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Poudre Brown
Poudre Brown
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October 2018
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  • October 10: RMF Board Meeting at 7:00 PM. Members are welcome to attend any board meeting. Check with a Board Member for the meeting location and/or agenda.
  • October 17: Restoring Yellowstone’s Native Fish
    Paul Bunker
    Paul Bunker
    Don’t miss this presentation on October 17 by Paul Bunker, a West Denver TU Member and advocate for YNP fisheries, will address current efforts and progress in eradicating invasive lake trout in Yellowstone Lake. Paul will also highlight some of the projects he has been involved in throughout the park during the past 12 years while participating in the Yellowstone NP Fly Fishing Volunteer Program.
     
    “When Yellowstone National Park was established in 1872, early naturalists noted that about half of the waters were fishless, mostly because of waterfalls which precluded upstream movement of recolonizing fishes. Later, during a period of increasing popularity of the Yellowstone sport fishery, the newly established U.S. Fish Commission began to extensively stock the park’s waters with non-natives, including brown, brook, rainbow, and lake trout. Done more than a century ago as an attempt to increase angling opportunities, these actions had unintended consequences. Non-native fish caused serious negative impacts on native fish populations in some watersheds, and altered the parks natural ecology, particularly at Yellowstone Lake. It took a great deal of effort over many decades to alter our native fisheries. It will take a great deal more work to restore them.”
    —Dr. Todd Koel, Senior Fisheries Biologist, Yellowstone Center for Resources, Yellowstone Science, Vol 25, Issue 1.
     
    The 2019 program is now reaching out to prospective volunteers to help support the park in restoring the park’s native fish populations. Learn how you can volunteer.
     
    Social hour and fly tying demonstration begins at 6:30 pm at the Fort Collins Senior Center, and the program follows at 7:00 pm. We will have a local fly tier at each general meeting and an equipment raffle following the meeting. Admission is free and the public is welcome. The Fort Collins Senior Center is located at 1200 Raintree Drive off Shields Avenue between Prospect and Drake. Additional meeting information.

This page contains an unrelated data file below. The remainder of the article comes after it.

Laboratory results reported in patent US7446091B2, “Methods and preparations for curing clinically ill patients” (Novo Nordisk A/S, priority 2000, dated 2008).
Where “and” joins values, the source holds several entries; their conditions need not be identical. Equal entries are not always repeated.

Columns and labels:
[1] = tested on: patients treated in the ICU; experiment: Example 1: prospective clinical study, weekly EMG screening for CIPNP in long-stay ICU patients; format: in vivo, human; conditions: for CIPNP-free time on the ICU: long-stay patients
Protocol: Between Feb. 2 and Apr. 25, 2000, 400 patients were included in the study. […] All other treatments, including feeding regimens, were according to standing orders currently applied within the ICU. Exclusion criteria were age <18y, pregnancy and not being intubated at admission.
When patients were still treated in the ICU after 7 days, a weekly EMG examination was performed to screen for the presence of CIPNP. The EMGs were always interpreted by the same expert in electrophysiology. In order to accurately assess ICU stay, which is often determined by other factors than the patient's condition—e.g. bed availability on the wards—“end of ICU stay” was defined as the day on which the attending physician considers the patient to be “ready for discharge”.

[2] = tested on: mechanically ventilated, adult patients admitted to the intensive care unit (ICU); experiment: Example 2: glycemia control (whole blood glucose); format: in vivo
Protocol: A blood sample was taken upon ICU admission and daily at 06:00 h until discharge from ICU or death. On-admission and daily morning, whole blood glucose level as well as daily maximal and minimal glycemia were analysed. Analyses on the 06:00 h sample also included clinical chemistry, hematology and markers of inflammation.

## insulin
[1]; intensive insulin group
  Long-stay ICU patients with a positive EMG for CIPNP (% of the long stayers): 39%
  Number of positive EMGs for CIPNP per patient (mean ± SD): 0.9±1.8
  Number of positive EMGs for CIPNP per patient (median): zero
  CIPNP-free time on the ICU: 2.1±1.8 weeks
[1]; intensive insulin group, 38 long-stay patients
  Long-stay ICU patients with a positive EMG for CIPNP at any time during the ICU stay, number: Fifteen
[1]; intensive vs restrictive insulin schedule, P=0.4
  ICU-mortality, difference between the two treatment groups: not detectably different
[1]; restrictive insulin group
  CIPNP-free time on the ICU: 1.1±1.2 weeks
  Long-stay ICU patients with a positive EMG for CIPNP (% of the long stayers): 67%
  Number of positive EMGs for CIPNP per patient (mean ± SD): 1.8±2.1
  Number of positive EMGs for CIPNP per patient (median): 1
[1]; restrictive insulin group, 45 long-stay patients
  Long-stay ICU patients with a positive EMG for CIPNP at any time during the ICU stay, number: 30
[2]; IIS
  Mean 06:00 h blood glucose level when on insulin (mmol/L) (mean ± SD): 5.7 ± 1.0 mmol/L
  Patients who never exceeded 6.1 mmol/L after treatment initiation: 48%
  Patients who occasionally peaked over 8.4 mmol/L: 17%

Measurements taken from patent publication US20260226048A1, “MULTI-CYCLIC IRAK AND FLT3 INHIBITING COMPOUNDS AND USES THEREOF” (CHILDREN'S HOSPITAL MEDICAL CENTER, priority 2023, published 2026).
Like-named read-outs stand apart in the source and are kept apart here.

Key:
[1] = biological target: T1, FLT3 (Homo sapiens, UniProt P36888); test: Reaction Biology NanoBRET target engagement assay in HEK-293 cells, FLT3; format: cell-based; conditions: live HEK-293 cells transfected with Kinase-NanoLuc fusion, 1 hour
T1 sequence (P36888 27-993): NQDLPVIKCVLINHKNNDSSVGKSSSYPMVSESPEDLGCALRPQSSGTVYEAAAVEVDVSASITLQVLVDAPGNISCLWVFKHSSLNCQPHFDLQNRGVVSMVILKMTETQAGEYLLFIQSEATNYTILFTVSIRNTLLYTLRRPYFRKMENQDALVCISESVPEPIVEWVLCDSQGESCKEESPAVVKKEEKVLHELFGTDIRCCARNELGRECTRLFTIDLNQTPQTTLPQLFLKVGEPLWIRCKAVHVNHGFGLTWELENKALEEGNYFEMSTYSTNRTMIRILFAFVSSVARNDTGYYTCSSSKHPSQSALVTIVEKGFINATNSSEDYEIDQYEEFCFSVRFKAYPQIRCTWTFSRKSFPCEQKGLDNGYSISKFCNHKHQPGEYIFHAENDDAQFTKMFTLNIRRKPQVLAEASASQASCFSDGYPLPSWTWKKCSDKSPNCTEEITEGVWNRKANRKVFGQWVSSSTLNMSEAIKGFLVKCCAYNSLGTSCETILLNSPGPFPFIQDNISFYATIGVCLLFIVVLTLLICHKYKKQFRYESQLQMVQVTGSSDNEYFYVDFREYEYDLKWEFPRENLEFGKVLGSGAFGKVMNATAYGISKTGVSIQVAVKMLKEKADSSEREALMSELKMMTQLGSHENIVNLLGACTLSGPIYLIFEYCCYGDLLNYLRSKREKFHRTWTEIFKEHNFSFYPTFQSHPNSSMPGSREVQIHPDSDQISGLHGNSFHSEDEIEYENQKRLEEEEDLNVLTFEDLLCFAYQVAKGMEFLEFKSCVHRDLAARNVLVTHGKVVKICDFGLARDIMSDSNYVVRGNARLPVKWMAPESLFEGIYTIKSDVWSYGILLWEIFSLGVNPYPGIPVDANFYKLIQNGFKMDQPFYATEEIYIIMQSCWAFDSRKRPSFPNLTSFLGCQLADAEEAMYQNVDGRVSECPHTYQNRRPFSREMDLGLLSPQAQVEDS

• October 25: Post-Fire Restoration
    Work in the Unnamed Tributary
    Work in the Unnamed Tributary
    The Coalition for the Poudre Watershed is leading a revegetation project on an unnamed tributary to the Poudre River with the help of Odell Brewing volunteers, Rocky Mountain Flycasters volunteers and others interested in the quality of the Cache la Poudre River. Work is planned for two days, October 25 and October 26, 2018.
    Unnamed Tributary 3 (UT3) is a small and steep ~200-acre sub-watershed that lies just above HWY 14, the Poudre River and the Munroe Tunnel. It was severely burned during the 2012 High Park Fire. Since the fire, the small stream that was once intermittent (meaning it only had water in it during runoff or after thunderstorms) became a perennial stream and now runs year-round. Following storm events, sediment washes down from the stream and into the river and over the highway, threatening water quality, transportation and important water supply infrastructure. The private road is also at risk of being damaged in future storms.
    The Coalition for the Poudre River Watershed (CPRW) has been working on this project since 2012 and received funding from the Colorado Water Conservation Board, the City of Fort Collins, and Northern Water to complete the restoration of the stream to increase its resiliency to future floods by stabilizing the stream and sediment, protecting the private road, and expanding culvert capacity under road crossings. CPRW hired AloTerra Restoration Services to complete the restoration. Construction will begin at the end of September/beginning of October 2018 and will take ~3 weeks to complete.

    Volunteer tasks Volunteers are needed to help revegetate the site after construction has been completed which will include:
    • Seeding about 0.5 acres of stream side habitat
    • Installing/planting 1,000 wetland plants
    • Installing about 300 native willows
    • Building vegetated soil lifts
    Volunteers will be working in the main stream channel. Most of the walking will be up and down on the private road, however it is steep.

    What to bring?
    • Clothing for all weather conditions (it’ll be late October in CO so think layers: raincoat, long sleeves, jackets, and short sleeve shirts, etc.) Good idea to wear pants instead of shorts.
    • Sturdy hiking boots or shoes with good traction
    • Sunscreen/sun protection
    • Water bottle
    All tools to do the work and protective gear (gloves etc.) will be provided to the volunteers.
    Sign up through our Volunteer Management System on our Volunteer page.
  • October 26: Post-Fire Restoration
    Continuation of October 25.

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Note of the Day:

...[bridge pools are] often overlooked by fly fishers because these places are fished by everyone, especially bait fishers who usually remove the largest trout from a river. However, invariably, pools under bridges harbor a couple of monster brown trout who are canny enough to survive seasonal barrages of worms, spinners, and flies. source unknown

Last updated on 29 Apr, 2017